Ranolazine Improves Cardiac Diastolic Dysfunction Through Modulation of Myofilament Calcium Sensitivity
Rationale: Previously, we demonstrated that a deoxycorticosterone acetate (DOCA)-salt hypertensive mouse model produces cardiac oxidative stress and diastolic dysfunction with preserved systolic function. Oxidative stress has been shown to increase late inward sodium current (INa), reducing the net cytosolic Ca2+ efflux.
Objective: Oxidative stress in the DOCA-salt model may increase late INa, resulting in diastolic dysfunction amenable to treatment with ranolazine.
Methods and Results: Echocardiography detected evidence of diastolic dysfunction in hypertensive mice that improved after treatment with ranolazine (E/E': sham, 31.9±2.8, sham+ranolazine, 30.2±1.9, DOCA-salt, 41.8±2.6, and DOCA-salt+ranolazine, 31.9±2.6; P=0.018). The end-diastolic pressure-volume relationship slope was elevated in DOCA-salt mice, improving to sham levels with treatment (sham, 0.16±0.01 versus sham+ranolazine, 0.18±0.01 versus DOCA-salt, 0.23±0.2 versus DOCA-salt+ranolazine, 0.17±0.0 1 mm Hg/L; P<0.005). DOCA-salt myocytes demonstrated impaired relaxation, τ, improving with ranolazine (DOCA-salt, 0.18±0.02, DOCA-salt+ranolazine, 0.13±0.01, sham, 0.11±0.01, sham+ranolazine, 0.09±0.02 seconds; P=0.0004). Neither late INa nor the Ca2+ transients were different from sham myocytes. Detergent extracted fiber bundles from DOCA-salt hearts demonstrated increased myofilament response to Ca2+ with glutathionylation of myosin binding protein C. Treatment with ranolazine ameliorated the Ca2+ response and cross-bridge kinetics.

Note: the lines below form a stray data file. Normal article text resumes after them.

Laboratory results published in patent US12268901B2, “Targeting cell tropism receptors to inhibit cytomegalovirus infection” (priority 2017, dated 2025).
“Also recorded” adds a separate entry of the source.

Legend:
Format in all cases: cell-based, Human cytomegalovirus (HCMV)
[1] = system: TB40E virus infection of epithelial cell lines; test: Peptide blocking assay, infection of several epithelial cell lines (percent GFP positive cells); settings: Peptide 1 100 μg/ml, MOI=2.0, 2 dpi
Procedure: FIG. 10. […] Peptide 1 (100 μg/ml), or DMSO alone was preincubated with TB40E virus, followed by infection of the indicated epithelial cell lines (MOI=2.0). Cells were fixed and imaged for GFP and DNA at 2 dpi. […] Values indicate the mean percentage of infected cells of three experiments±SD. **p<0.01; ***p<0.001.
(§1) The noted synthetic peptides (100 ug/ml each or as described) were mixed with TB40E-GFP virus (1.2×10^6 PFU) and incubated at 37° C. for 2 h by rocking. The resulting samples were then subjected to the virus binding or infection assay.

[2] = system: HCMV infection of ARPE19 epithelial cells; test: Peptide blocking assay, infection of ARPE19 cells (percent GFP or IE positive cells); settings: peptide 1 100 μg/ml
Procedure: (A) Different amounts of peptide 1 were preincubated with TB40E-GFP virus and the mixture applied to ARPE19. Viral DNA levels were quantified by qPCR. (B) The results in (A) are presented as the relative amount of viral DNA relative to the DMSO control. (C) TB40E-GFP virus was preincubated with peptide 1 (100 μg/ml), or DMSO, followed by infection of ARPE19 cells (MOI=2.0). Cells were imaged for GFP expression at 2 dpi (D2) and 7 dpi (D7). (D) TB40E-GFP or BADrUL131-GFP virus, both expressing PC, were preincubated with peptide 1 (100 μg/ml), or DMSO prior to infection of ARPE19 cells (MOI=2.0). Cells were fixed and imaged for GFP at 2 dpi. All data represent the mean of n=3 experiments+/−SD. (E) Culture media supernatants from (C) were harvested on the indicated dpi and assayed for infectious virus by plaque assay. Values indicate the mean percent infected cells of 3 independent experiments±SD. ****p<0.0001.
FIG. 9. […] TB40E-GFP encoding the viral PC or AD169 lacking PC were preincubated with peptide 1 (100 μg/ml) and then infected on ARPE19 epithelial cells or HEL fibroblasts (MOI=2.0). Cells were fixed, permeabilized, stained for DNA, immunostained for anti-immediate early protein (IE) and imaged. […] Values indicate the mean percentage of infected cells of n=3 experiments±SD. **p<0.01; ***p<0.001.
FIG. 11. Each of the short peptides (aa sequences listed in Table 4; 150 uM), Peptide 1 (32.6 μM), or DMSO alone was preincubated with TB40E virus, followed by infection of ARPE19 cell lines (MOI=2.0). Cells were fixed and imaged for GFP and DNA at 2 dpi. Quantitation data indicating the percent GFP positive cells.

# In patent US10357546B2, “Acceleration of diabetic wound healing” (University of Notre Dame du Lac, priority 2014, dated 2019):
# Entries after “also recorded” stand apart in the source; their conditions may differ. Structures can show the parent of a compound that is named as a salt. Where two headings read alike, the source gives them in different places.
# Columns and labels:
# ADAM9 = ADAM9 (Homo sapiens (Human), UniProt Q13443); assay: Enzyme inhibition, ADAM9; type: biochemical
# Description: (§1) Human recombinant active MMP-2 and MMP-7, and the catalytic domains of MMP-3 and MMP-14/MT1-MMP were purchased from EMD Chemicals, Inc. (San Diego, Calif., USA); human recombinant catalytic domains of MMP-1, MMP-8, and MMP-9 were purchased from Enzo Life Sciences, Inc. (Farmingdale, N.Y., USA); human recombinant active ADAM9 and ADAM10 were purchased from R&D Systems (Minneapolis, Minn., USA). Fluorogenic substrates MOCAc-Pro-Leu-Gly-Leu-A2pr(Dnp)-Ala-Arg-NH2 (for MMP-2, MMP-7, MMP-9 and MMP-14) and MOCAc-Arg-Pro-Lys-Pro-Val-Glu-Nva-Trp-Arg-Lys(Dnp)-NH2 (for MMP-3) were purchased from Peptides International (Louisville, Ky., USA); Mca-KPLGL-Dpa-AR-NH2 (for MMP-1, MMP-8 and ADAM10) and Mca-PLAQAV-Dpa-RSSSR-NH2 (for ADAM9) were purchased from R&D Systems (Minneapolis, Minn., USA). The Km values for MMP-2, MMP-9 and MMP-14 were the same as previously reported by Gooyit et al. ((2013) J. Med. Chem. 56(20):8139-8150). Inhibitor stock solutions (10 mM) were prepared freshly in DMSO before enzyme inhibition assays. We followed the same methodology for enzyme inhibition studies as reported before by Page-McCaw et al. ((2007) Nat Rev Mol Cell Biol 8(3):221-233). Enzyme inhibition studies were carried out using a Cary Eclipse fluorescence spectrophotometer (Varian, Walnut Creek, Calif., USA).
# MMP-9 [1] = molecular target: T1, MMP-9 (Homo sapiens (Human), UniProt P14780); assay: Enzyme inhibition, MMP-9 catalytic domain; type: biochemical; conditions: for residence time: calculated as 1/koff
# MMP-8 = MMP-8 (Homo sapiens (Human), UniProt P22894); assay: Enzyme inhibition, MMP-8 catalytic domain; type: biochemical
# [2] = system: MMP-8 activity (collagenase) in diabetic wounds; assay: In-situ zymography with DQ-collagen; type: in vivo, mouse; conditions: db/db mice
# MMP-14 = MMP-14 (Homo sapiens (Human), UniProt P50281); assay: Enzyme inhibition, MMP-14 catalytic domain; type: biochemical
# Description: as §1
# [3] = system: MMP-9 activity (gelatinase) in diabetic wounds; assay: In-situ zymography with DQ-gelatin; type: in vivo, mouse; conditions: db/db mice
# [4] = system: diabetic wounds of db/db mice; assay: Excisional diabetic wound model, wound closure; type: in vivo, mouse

Conclusions: Diastolic dysfunction could be reversed by ranolazine, probably resulting from a direct effect on myofilaments, indicating that cardiac oxidative stress may mediate diastolic dysfunction through altering the contractile apparatus.
- Received October 6, 2011.
- Revision received February 3, 2012.
- Accepted February 9, 2012.
- © 2012 American Heart Association, Inc.